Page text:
• Submit a Report: The appraiser will compile all of the research, inspection notes and photographs into a comprehensive report. The Uniform Residential Appraisal Report (Form 1004) is one of the most common forms used for single-family dwellings. The report is sent directly to the mortgage lender and a copy is shared with the buyer. The seller will not automatically receive a copy, but can request one from the lender.

What if the appraised value of the home is higher or lower than expected?

If the appraised value is higher than the purchase price, the buyer is off to a good start. This means the seller has agreed to sell the home for less than the fair market value. It’s important to note that the selling price will not increase to meet the appraised value. Therefore, the lender will not require the buyer to obtain a higher mortgage loan.

On the other hand, if the appraised value is less than the purchase price, the following could occur:

  • The seller and buyer renegotiate a lower purchase price.
  • The buyer agrees to pay the original purchase price and increases the down payment to meet the lender’s loan-to-value ratio.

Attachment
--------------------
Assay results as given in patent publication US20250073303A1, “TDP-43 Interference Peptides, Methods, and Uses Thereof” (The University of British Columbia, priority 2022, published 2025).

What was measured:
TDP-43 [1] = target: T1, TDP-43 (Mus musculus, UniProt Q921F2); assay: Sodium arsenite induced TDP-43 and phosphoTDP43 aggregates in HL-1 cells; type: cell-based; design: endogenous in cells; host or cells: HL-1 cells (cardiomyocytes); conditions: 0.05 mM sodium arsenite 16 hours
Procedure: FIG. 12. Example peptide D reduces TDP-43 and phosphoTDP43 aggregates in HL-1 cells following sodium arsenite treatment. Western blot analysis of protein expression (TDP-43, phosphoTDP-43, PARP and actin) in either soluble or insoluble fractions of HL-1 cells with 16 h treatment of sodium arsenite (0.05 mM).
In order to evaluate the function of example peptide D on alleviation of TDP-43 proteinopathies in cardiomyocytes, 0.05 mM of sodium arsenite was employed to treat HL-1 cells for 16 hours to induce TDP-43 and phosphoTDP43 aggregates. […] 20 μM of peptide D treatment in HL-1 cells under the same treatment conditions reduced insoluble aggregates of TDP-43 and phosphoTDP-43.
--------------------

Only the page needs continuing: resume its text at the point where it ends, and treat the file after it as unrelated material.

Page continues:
• The buyer or seller disputes the appraisal report (see below).
  • The buyer or seller cancels the transaction.

What if I want to dispute the appraisal?

If the appraisal report contains errors, omits valuable upgrades or includes outdated comparables, the buyer can ask the appraiser to reconsider it by writing a letter to the lender. If the appraiser is unwilling to reconsider, the buyer can discuss the appeal process with the lender. Alternatively, the buyer or the seller can order a second appraisal. To find certified and licensed appraisers in a particular area, the parties can visit the National Association of Real Estate Appraisers.

Can a home appraisal be waived?

Yes, under certain circumstances. Transactions with all-cash buyers and certain home sales $400K and below can eliminate the home appraisal process entirely. Conventional purchase loans backed by government-sponsored enterprises, such as Freddie Mac and Fannie Mae, offer appraisal waivers on eligible transactions. Government-insured loans may waive the appraisal process on streamline refinance programs. It’s important to understand how an appraisal waiver will affect the mortgage loan and overall transaction before making any decisions.

While a home appraisal may appear to be just another daunting task to complete when purchasing or refinancing a home, it’s an important part of the process that provides financial protection for all parties involved. It confirms the buyer is paying fair market value, secures the mortgage lender’s investment and may help the seller obtain a competitive price. Knowing the answers to these home appraisal questions offers peace of mind for all parties. For more information about the various steps in the closing process, contact an Old Republic Title representative today.